Local Partnerships and Services

A key part of our strategy is ending slavery on a local level through local partnerships. Their deep understanding of local dynamics and community resources holds the key to delivering targeted, evidence-based interventions that free people trapped in slavery and eliminate the conditions that allow modern slavery to exist.

1. Local Partners Free People Trapped in Slavery

Community engagement lies at the heart of our mission to eradicate modern slavery. Our strategy for ending slavery revolves around forging local partnerships with government, civil society organizations and community groups. Collaborating closely with local organizations empowers communities to identify and report slavery. Our work with government and law enforcement ensures swift investigations and protection of survivors, accountability for perpetrators, and access to services for community members experiencing social, economic, or political exclusion. These partnerships focus on local action to dismantle the conditions that allow modern slavery to persist.

In Senegal, our approach to ending slavery through local partnerships has proven effective; we have successfully helped  more than 97 women escape exploitation and return to their families and communities. For more details, read our blog posts Post 1 and Post 2.

Similarly, in Ghana, our local partnerships are making strides in eradicating child slavery on Lake Volta. Read more about this here.

Man with large knive cutting sugar cane. Showing the conditions of slavery and an image to show how we are ending slavery through local partners.

2. Provide Trauma-Informed Care Locally

In collaboration with local civil society organizations, community members, law enforcement, and social service agencies, we build a robust, culturally sensitive network for survivor protection, care, and empowerment. These local partnerships are essential in offering trauma-informed care that is attuned to the unique needs and contexts of survivors.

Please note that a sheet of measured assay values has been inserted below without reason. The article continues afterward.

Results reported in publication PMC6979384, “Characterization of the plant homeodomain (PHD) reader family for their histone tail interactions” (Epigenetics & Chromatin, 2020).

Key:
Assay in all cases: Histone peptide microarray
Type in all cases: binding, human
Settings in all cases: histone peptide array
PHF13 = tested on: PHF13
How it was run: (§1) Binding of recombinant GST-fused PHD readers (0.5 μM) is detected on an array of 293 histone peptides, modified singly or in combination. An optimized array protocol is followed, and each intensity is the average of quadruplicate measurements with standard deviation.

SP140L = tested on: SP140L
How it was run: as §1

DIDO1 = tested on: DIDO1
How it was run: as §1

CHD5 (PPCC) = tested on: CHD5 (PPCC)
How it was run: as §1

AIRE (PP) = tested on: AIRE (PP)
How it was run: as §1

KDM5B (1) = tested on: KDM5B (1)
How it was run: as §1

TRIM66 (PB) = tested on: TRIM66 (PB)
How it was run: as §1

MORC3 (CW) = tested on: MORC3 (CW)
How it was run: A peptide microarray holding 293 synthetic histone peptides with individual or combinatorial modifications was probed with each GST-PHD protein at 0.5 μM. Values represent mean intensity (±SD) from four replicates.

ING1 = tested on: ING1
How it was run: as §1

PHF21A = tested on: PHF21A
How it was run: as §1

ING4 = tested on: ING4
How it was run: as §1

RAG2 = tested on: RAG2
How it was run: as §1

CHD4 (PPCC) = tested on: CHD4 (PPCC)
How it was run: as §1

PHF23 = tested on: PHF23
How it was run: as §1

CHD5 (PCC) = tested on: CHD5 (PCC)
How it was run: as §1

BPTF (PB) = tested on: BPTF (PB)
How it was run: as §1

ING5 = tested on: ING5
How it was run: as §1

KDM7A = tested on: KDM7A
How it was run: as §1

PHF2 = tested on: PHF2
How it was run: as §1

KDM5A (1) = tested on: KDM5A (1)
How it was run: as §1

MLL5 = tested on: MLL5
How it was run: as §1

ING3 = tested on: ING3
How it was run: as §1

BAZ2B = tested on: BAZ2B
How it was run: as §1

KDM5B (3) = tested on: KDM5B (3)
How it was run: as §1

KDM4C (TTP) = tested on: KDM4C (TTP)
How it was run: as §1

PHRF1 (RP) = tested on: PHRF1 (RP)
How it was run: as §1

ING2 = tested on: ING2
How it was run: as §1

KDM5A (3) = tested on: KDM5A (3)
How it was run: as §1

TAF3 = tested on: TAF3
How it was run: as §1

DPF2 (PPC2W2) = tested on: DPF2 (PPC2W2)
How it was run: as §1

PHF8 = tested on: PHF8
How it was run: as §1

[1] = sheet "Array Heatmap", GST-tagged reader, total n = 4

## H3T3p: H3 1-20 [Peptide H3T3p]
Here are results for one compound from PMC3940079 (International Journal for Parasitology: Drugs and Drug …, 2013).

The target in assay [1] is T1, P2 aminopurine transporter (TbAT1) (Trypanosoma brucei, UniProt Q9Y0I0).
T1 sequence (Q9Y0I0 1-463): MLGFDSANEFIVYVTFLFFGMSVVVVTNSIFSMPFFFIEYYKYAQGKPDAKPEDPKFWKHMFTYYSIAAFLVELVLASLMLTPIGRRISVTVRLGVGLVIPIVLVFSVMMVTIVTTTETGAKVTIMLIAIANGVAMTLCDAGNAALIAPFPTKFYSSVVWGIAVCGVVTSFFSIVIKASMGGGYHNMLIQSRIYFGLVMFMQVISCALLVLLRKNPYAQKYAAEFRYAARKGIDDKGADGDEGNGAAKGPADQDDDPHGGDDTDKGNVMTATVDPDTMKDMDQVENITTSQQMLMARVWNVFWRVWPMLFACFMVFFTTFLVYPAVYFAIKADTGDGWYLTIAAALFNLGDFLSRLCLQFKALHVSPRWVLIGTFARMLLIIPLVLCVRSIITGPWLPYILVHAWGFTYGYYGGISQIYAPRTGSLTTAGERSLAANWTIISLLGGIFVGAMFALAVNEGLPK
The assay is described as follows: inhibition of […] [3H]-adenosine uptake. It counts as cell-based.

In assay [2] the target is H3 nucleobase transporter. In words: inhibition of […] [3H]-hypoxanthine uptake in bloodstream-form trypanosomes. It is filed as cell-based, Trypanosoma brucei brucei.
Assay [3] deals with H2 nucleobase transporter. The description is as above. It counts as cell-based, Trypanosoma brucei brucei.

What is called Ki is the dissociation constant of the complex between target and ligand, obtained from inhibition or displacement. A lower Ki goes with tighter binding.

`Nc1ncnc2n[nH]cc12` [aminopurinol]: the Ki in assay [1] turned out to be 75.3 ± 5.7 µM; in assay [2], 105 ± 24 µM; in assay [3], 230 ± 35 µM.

Our dedicated local partners operate shelters and provide comprehensive services, including medical care, mental health support, vocational training, and educational opportunities. Their teams of counselors and social workers utilize trauma-informed approaches, equipped with the cultural knowledge that only local expertise can offer. This local-centric model ensures long-term recovery and empowerment for survivors, making our efforts in ending slavery more sustainable and impactful.

3. Local Partners Provide Training

Working closely with vocational training institutions, local civil society organizations, and community members, we develop customized training programs that are sensitive to the unique needs, aspirations, and cultural contexts of survivors. From acquiring a trade to honing entrepreneurial abilities or gaining specialized skills, our localized vocational training initiatives are designed to propel survivors toward economic independence.

Beyond skills training, our local partners are crucial in providing comprehensive reintegration services. These include psychosocial support, healthcare, legal aid, and education, all delivered with a deep understanding of the local community’s specific needs and cultural nuances. This holistic, locally-informed approach ensures that survivors not only gain vocational skills but also receive the emotional and social support necessary for successful reintegration and long-term recovery.